Part three of this series of reflections on dead metaphors reflects on the metaphors we use to discuss death and the afterlife. This post challenges the mind-body split of Modernity while also raising up issues of biblical interpretation that won't be addressed until the next post. The emotional realities around death necessitate a more removed, academic tone because I'm not challenging people's experiences around death, just how we talk about it. I'm not going to touch near-death experiences. Those are way to complicated for this blog post.
Leave Your Body at the Door
Oingo Boingo had a hit song called Dead Man's Party that includes the line, "Leave your body at the door." This line expresses how I've heard many people talk about what happens to you when you die—your soul leaves your body. The problem with this Platonic understanding of the human is that, for Christians, it denies one of the central claims of our faith—the resurrection of the body.
But what happens to us when we die? Paul talks about death as falling asleep in 1 Thessalonians 4:13, a metaphor used also in Matthew 27:52, and again in Luke 11:11-12. There is something about death that looks like sleep but isn't. Or this phrase could have just been a euphemism.
This is the problem we have with language about death and dying, its all metaphor because those who experience death haven't come back to tell us what its like or what comes next, if anything. All the ways we talk about what happens at and after deaths are guesses, so we have no idea what the "is" and the "is not" of the metaphors are.
We don't want to think of our dead loved ones in a box underground or as a pile of ashes, and the Platonic soul-body separation seems to bring more comfort than Paul's notion of falling asleep—even if they are asleep in the Lord, whatever that looks like.
A cotemporal heaven that shares and experiences time the way we do also comes into play here, both for the souls of the departed and for other heavenly beings. But again, we are speaking out of ignorance and desire rather than any informed experience. We want those we love who have died to be in heaven, to be accessible to us as we live out the rest of our lives, to be watching over us. They are still with us in some way in our memories, yet as Jenson points out, they can no longer surprise us.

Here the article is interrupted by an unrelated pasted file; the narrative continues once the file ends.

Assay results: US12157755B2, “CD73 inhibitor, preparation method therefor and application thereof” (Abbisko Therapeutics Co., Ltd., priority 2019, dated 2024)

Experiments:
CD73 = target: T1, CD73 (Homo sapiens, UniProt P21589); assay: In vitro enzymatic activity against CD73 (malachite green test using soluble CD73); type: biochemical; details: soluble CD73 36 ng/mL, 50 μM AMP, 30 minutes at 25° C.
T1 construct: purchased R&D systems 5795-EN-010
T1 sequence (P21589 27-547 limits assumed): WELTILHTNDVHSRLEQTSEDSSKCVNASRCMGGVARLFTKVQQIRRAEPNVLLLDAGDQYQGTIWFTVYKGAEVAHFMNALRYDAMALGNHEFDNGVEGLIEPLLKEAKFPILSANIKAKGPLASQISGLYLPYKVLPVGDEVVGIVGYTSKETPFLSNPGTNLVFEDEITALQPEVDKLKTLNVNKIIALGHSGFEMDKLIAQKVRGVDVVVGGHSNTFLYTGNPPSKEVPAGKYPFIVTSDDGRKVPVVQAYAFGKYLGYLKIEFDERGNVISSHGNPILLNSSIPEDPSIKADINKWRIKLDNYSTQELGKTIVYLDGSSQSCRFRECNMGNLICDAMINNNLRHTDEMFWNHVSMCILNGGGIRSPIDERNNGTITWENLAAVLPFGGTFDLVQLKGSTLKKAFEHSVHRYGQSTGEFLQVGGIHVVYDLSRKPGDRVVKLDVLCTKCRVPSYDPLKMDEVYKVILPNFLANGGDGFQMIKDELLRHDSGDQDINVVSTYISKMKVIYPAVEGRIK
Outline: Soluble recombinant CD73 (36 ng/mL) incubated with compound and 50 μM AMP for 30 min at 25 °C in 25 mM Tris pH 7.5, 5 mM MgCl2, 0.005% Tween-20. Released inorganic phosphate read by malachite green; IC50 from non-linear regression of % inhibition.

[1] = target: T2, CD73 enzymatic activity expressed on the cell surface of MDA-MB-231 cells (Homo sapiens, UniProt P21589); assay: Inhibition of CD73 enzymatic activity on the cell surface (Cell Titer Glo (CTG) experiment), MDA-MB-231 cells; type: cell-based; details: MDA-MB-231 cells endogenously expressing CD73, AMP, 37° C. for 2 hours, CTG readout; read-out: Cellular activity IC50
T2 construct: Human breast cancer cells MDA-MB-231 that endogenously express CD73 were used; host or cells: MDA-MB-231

So many of our fears and griefs we can only speak about in metaphor because we lack any other way to express them. As Paul's metaphor reminds us, "For now we see in a mirror, dimly, but then we will see face to face. Now I know only in part; then I will know fully, even as I have been fully known" (1 Corinthians 13:12, NRSV).
It might seem odd to say that God's response to our not understanding death or the afterlife is Jesus, but I'm mostly convinced of this. In Jesus, God experienced death as a human, bringing out not understanding death and the afterlife into God's experience.
We are bound, as part of the brokenness of creation, to live in the darkness into which Jesus shines as the light of the world. And while Jesus helps us to see more than we otherwise would, there is still the sense that even though "The light shines in the darkness, the darkness cannot understand it" (John 1:5, NRSV alternate Greek reading).
Because our experience and our language is limited, God promises enlightenment and advocacy, especially when we cannot understand.